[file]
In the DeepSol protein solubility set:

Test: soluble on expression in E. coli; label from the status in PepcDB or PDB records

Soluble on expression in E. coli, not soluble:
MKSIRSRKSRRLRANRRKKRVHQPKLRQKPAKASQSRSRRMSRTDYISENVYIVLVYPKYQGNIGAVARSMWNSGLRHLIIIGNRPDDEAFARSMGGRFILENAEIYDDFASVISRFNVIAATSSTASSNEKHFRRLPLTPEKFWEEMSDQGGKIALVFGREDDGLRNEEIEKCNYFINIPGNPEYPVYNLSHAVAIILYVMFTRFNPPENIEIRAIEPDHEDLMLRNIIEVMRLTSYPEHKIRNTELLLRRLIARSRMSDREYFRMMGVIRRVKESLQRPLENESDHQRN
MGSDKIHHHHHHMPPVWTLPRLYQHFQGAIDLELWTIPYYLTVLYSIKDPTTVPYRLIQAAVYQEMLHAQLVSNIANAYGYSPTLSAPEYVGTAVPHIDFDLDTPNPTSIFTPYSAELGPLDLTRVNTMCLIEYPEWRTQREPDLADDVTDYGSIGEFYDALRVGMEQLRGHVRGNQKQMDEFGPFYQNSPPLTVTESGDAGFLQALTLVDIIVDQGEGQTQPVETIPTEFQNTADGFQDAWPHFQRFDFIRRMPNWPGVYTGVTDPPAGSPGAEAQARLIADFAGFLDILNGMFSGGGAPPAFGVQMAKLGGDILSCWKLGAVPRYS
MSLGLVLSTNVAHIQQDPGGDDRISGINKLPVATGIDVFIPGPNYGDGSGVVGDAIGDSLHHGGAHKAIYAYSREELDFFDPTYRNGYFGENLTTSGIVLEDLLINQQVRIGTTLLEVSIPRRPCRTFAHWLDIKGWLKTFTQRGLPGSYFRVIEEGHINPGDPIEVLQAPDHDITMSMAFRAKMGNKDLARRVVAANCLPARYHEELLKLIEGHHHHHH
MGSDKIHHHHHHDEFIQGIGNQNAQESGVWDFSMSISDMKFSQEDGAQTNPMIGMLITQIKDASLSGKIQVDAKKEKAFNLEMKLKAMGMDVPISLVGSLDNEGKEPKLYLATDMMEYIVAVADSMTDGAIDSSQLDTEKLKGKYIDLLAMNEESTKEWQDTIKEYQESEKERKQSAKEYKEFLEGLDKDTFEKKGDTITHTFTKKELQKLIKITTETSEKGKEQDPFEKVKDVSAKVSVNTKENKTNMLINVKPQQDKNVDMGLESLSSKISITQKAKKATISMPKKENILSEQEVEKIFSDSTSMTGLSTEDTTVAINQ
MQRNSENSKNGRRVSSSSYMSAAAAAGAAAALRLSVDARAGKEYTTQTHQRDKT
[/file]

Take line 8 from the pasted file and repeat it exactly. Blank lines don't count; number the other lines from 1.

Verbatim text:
MQRNSENSKNGRRVSSSSYMSAAAAAGAAAALRLSVDARAGKEYTTQTHQRDKT